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Business News/ News / India/  Government starts work on expanding Ayushman Bharat scheme
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Government starts work on expanding Ayushman Bharat scheme

The Pradhan Mantri Jan Arogya Yojana could be expanded to cover those older than 70 years of age irrespective of income, which could make it to the full year budget for FY25—a poll promise by the Bharatiya Janata party.

AB-PMJAY rolled out in 2018 by Modi is the largest health assurance scheme in the world which seeks to provide health cover of ₹5 lakh a year for secondary and tertiary care hospitalization to over 12 crore poor and vulnerable families comprising around 55 crore beneficiaries that form the bottom 40% of the Indian population.Premium
AB-PMJAY rolled out in 2018 by Modi is the largest health assurance scheme in the world which seeks to provide health cover of 5 lakh a year for secondary and tertiary care hospitalization to over 12 crore poor and vulnerable families comprising around 55 crore beneficiaries that form the bottom 40% of the Indian population.

New Delhi: The government has started work on extending its health insurance scheme for the poor, the Ayushman Bharat-Pradhan Mantri Jan Arogya Yojana (AB-PMJAY), to cover everyone over 70 years of age irrespective of their income level -- not just the poor.

The scheme could make it to the full-year budget for FY25 as a poll promise by the Bharatiya Janata Party, two persons informed about discussions in the government said.

The interim budget for FY25 allocated 7,500 crore for the scheme, a more than 10% increase over the amount spent in the just- concluded financial year.

The scheme in its current form gives beneficiaries an insurance coverage of 5 lakh person per year on a means-tested basis—to qualify, the individual's annual income must not exceed 2.4 lakh.

Expanding the coverage of the scheme to include everyone above 70 years of age by removing the income cap could cost the exchequer an additional 15,000 crore– 20,000 crore a year as per preliminary estimates, said one of the persons quoted above.

While the figure for the over-70 population was not immediately available, as per the UN state of world population report of 2023, 7% of India’s over 1.4 billion people are aged 65 years or above.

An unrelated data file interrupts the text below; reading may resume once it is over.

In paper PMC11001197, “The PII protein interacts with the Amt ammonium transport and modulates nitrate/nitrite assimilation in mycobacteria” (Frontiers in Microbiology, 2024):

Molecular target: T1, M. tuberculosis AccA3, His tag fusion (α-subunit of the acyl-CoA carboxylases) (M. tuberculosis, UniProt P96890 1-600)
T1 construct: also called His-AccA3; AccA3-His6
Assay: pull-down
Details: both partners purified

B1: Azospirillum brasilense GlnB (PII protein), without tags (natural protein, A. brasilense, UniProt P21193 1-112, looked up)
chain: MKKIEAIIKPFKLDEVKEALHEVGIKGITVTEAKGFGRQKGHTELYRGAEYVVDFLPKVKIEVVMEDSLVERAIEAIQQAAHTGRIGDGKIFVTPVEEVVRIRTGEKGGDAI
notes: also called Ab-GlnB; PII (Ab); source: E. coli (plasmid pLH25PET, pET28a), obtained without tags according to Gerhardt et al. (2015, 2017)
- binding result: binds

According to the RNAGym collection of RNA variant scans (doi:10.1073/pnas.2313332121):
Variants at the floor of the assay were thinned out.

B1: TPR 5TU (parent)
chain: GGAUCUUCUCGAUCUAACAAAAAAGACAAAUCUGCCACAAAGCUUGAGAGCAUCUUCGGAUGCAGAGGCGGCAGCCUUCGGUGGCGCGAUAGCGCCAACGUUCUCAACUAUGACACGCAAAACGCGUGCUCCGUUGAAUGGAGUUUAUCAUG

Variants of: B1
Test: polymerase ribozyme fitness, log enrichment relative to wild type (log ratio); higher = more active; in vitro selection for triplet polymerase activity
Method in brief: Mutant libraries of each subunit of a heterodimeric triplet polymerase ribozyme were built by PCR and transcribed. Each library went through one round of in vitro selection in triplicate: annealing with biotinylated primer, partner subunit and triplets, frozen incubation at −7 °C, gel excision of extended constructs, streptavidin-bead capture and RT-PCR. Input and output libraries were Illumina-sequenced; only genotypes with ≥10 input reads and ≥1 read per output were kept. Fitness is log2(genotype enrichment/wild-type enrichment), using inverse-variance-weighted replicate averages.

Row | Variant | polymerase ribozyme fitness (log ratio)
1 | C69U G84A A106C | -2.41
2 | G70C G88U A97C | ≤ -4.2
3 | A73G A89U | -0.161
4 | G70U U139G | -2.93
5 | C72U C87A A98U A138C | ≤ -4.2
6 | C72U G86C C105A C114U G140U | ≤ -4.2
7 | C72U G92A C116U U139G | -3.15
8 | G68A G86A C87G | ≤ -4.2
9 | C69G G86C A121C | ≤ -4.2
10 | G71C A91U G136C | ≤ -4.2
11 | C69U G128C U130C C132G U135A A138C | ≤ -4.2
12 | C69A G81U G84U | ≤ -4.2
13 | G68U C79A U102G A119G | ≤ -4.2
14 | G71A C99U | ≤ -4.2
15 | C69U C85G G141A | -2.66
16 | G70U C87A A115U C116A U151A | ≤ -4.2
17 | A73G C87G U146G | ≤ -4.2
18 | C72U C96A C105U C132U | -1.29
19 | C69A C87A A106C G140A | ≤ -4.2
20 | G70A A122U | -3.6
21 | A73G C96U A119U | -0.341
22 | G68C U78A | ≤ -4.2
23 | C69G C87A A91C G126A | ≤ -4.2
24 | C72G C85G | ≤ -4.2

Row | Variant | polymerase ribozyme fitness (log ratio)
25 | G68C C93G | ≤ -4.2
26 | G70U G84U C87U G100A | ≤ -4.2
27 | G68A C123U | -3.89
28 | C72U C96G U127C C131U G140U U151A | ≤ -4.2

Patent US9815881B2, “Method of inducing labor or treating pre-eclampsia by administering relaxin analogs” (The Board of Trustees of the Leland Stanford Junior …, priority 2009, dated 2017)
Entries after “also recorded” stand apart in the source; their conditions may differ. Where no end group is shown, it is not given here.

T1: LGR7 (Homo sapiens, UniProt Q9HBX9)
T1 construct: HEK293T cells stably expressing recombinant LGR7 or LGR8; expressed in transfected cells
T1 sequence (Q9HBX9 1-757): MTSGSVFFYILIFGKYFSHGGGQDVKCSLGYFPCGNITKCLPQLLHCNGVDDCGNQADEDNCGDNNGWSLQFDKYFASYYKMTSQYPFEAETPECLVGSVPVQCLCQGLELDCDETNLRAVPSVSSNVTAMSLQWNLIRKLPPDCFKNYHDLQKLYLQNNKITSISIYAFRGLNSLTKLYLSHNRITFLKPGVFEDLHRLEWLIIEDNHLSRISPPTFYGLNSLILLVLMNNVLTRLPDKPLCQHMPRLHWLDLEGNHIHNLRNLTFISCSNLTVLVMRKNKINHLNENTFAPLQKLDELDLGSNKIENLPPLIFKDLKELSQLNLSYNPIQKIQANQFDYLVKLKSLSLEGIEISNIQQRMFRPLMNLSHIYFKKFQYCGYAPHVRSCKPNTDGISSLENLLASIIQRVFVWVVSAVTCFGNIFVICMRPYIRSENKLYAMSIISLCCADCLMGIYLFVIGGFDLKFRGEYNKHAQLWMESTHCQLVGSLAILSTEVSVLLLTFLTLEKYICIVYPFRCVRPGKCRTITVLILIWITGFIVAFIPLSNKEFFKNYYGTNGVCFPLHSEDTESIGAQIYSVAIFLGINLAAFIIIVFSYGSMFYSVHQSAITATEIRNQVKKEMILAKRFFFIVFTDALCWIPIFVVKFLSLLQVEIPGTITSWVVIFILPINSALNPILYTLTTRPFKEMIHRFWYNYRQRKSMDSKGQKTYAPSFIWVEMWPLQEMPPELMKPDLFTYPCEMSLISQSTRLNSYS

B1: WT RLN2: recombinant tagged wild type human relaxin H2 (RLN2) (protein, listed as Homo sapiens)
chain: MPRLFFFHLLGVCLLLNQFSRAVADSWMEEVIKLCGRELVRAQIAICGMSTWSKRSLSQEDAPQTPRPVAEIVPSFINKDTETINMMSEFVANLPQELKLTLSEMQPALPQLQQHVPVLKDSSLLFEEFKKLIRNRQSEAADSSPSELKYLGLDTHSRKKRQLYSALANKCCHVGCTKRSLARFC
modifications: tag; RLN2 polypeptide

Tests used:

Welfare agenda

Although the BJP has thus far steered clear of announcing populist measures in its manifesto and stuck to the path of fiscal prudence, improving access to quality healthcare, especially for the middle class, is a key element of the party’s welfare agenda.

AB-PMJAY, rolled out in 2018, is the largest health assurance scheme in the world. It seeks to provide a health cover of 5 lakh a year for secondary and tertiary care hospitalization to over 120 million poor families – or the 550 million individuals who make up the bottom 40% of the Indian population.

Surgeries such as knee replacements, hip replacements, and congenital heart diseases are in demand under the scheme. The Union health ministry is also planning to expand the scope of the scheme, covering more expensive cancer and transplant-related surgeries and treatments.

An official with the National Health Authority said the agency is preparing to issue health cards to everybody above the age of 70 years. The official declined to comment on the union budget for FY25. 

“Since many aged people find it difficult to buy health insurance policies, government seeking to ensure their healthcare coverage is a welcome decision," said Dr Rajeev Jayadevan, a public health expert.

"Many people in this age group find medical insurance expensive, many people are made to pay extra or denied treatment. Right to health and healthcare should be universal irrespective of age. Since the public hospitals are always over-crowded, septuagenarians and older people can avail of the facilities in private hospitals," Jayadevan said.

He said instances of people who are not eligible but access the scheme with fake IDs have been a concern. “Very large number of people, including affluent people are misusing it, which should not be allowed," he added. 

Some private hospitals have raised the concern that payment from the government at times gets delayed. "People aged above 70 years are more likely to have more health conditions and their treatment can be costlier, so the government needs to resolve this matter on priority else hospitals will not accept patients," said Jayadevan.

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Published: 23 Apr 2024, 07:20 PM IST
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